As the Buddha taught, one should examine the Dhamma with wisdom so one may experience its meaning and put it to practice. One should not merely hold on to the Dhamma without examination and investigation.

The Buddha further taught,

"Suppose that a man, in the course of traveling along a path, were to come to a great expanse of water, with the near shore dubious & risky, the further shore secure & free from risk, but with neither a ferryboat nor a bridge going from this shore to the other. The thought would occur to him, 'Here is this great expanse of water, with the near shore dubious & risky, the further shore secure & free from risk, but with neither a ferryboat nor a bridge going from this shore to the other. What if I were to gather grass, twigs, branches, & leaves and, having bound them together to make a raft, were to cross over to safety on the other shore in dependence on the raft, making an effort with my hands & feet?' Then the man, having gathered grass, twigs, branches, & leaves, having bound them together to make a raft, would cross over to safety on the other shore in dependence on the raft, making an effort with his hands & feet. Having crossed over to the further shore, he might think, "How useful this raft has been to me! For it was in dependence on this raft that, making an effort with my hands & feet, I have crossed over to safety on the further shore. Why don't I, having hoisted it on my head or carrying on my back, go wherever I like?" What do you think, monks: would the man, in doing that, be doing what should be done with the raft?"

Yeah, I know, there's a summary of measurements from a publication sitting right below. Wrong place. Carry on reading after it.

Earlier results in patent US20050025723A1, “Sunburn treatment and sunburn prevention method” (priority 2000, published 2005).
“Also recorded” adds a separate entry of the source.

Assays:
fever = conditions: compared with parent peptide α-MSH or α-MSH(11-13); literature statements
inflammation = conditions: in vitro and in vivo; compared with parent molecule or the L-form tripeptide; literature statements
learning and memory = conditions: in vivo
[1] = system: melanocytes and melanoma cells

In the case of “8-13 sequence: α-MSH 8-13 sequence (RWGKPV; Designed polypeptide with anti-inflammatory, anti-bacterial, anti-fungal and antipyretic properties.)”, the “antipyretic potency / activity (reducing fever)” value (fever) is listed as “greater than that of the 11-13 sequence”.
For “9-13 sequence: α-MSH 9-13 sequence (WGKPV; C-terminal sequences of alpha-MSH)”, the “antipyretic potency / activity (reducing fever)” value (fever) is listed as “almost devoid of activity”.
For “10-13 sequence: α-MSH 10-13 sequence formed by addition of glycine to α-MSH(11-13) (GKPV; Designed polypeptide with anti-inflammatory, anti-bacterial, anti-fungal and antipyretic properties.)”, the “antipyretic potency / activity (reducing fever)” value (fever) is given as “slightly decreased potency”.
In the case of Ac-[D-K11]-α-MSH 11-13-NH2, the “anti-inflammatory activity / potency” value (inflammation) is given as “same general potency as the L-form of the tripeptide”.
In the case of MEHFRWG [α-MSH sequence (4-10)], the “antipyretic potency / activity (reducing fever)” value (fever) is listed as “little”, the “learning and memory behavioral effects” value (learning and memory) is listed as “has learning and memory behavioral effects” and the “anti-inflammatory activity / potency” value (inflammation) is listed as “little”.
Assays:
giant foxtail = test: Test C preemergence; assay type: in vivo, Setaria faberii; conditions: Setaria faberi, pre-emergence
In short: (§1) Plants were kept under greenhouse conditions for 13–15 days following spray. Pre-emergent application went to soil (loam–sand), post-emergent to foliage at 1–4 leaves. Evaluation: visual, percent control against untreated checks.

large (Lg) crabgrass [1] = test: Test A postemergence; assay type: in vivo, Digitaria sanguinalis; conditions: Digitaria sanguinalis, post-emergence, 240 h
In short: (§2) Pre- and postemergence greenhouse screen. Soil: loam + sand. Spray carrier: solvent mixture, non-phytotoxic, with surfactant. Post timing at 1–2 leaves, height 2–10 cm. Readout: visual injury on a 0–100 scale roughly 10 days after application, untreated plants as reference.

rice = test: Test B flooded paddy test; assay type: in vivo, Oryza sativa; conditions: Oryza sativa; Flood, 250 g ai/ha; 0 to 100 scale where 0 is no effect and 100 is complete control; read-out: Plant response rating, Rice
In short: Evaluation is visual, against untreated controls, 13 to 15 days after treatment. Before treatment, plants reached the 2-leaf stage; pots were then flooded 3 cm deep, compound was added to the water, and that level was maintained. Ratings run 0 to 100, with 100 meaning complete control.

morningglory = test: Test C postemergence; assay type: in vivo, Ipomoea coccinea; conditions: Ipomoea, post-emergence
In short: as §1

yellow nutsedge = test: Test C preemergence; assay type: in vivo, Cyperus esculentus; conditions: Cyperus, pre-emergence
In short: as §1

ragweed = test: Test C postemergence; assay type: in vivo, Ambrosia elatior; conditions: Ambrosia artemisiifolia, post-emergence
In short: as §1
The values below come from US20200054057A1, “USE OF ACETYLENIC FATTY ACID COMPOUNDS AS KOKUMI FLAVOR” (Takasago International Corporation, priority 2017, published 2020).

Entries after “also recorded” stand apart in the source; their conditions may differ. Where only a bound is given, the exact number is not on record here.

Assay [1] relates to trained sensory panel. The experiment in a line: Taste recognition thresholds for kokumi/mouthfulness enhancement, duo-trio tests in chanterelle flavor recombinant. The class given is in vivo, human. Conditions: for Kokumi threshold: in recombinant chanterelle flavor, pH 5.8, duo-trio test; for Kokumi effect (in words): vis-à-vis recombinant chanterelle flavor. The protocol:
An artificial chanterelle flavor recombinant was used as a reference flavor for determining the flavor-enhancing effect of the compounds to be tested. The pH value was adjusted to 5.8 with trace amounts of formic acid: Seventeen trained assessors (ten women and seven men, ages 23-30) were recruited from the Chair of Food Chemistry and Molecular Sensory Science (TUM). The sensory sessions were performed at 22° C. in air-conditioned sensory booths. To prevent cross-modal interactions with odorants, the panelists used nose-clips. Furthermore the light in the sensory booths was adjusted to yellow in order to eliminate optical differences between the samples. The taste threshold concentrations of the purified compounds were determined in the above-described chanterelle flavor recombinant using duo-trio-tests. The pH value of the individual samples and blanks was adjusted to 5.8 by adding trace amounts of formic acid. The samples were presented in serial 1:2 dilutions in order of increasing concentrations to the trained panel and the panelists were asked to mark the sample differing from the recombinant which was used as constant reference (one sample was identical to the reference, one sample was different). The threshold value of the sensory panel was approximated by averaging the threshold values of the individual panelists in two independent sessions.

"No, lord."

"And what should the man do in order to be doing what should be done with the raft? There is the case where the man, having crossed over, would think, 'How useful this raft has been to me! For it was in dependence on this raft that, making an effort with my hands & feet, I have crossed over to safety on the further shore. Why don't I, having dragged it on dry land or sinking it in the water, go wherever I like?' In doing this, he would be doing what should be done with the raft. Even so monks, I have taught you the Dhamma like a raft, for the purpose of crossing over, not for the purpose of holding onto. Knowing the Dhamma to be like a raft, you should let go even of [skillful] qualities, to say nothing of those that are not."

As Buddhists, letting go of the skillful qualities is perhaps, the hardest thing. However, we should all be mindful that attachment does not lead to our welfare. Therefore even when we are well established in our virtues, we should not attach to them.

May all beings gain insight and be freed from sufferings!

Sadhu! Sadhu! Sadhu!

 

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" Better than a hundred years in the life of a person who does not perceive the arising and the dissolving of the five aggregates (khandhas), is a day in the life of one who perceives the arising and the dissolving of the five aggregates. "

The Dhammapada